The French flagship at Trafalgar

Malta Maritime Museum

On Monday 21st October 1805 the combined fleets of France and Spain were sighted off Cape Trafalgar by the English squadron. Admiral Villeneuve the commander in chief of the French fleet was aboard the Bucentaure of 80 Guns.

The French ship was very heavy for its size, compared to its British advisories however it was the talent of French naval architects that shown through its two decks of guns.

Although heavier the French flagship was faster, more manoeuvrable and furthermore it could be by less men. The ship was a marvel of naval engineering, the envy of the Royal Navy.

Malta had French shipbuilding technology with the help of the Order of St. John. That Order was overthrown out of Malta by the French. Subsequently these were ousted by a combined force of Maltese stubbornness and perseverance.

Through English Naval expertise, Portuguese arms and Neapolitan grain, Malta became a British protectorate. For the British Command, Malta was the perfect base in the Mediterranean to thwart Napoleon’s plans.

In 1805 Napoleon now Emperor was planning an invasion of Great Britain. Nelson was torn between finding and destroying the French fleet and longing for his mistress in Naples.

While Admiral Villeneuve gave Nelson the slip from Toulon, Horatio Nelson wrote to his mistress:

Villeneuve managed to give Nelson the slip aboard his splendid ship the Bucentaure.

However his crew had spent too much time blockaded in harbour and he knew they were not ready if ever they had to come up against a determined enemy.

He begged Napoleon to relieve him of his duty, yet the latter refused. Villeneuve had already seen Nelson’s prowess at Aboukir, and he feared another confrontation.

He sailed from the Mediterranean to the Caribbean, with the British fleet always in chase. Yet no action was ever fought until the returning French and Spanish fleet anchored in Cadiz.

It was evident that now the French and Spanish had only one choice: sail out and fight the Royal

As the fleet sailed out off the coast of Cape Trafalgar one of the most famous naval battles of all time was about to start.

It was a rather choppy seas and it would make it very difficult for the gun crews to achieve accurate firing.

The French and Spanish fleets still used linstock for their cannons which further handicapped their firing while the British had flintlocks on their cannons.

The Bucentaure was immediately engaged by the British ships, Nelson onboard HMS Victory went straight for the French and Spanish flagship. An eyewitness wrote:

The Victory with the flag of Admiral Nelson came on: she seemed to be aiming to break the line between the Santissima Trinidad and the bows of the Bucentaure.

I was all the time following the wake of the Commander in chief; but there was still a wide gap between him and myself.

I pressed on and closed the flagship so as, in effect to keep the Redoubtable’s bowsprit almost touching the taffrail of the Bucentaure. I made up my mind to sacrifice my ship, if necessary, in defence of the flagship.

This I told my officers and men, who answered me with shouts and cheers, repeated over and over again. ‘Vive l’Empereur!’ ‘Vive l’Amiral!’ ‘Vive le Commandant!’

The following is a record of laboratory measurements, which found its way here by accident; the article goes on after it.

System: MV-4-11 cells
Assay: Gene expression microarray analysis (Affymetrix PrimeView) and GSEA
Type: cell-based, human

Acts of great valour were witnessed on both sides, however the Bucentaure was about to bear the full grunt of HMS Victory’s broadside.

Nelson had managed to come up to the Frenchmen’s stern and on the up-roll he poured into her a blunder of metal.

The metal crashed into the timbers sending splinters and 20 mounted guns all over the open deck killing hundreds of crew men. Villeneuve was astonished at the damage and death toll aboard his ship.

After more than 3 hours of fighting, the French flagship was dismasted and completely destroyed.

Eleven British ships had poured broadside upon broadside into her.

When the flagship struck her colours the Midshipman from HMS Conqueror climbed aboard to receive the surrender from Villeneuve, the young midshipman described the disaster he found aboard.

The dead, thrown back as they fell lay along the middle of the deck in heaps, and the shot passing through these hand frightfully mangled the bodies...More than four hundred had been killed and wounded, of whom an extraordinary proportion had lost their heads.

HMS Victory had its own experience of carnage aboard; Admiral Nelson would meet his end during the battle. England’s greatest naval hero lost his life.

His distinct uniform caught the eye of an Austrian sharp shooter who shot him while Nelson paced the deck. Aboard HMS Victory during the battle there were at least 4 Maltese seamen witnessing such carnage.

There were at least 25 Maltese men in the whole British fleet on that day, the youngest one was 14 years old called Joseph Baldacchino.

The Royal navy had soundly defeated the combined Spanish and French fleets. However, victory came at a cost. Nelson was afforded a state funeral.

His coffin was made of the mast of the French ship l’Orient that had been defeated in Aboukir seven years before in 1798.

That same ship that had ferried the then General Bonaparte to Malta, then to Egypt. The destruction of the French fleet would spell the end of Emperor Napoleon’s dream to invade Britain.

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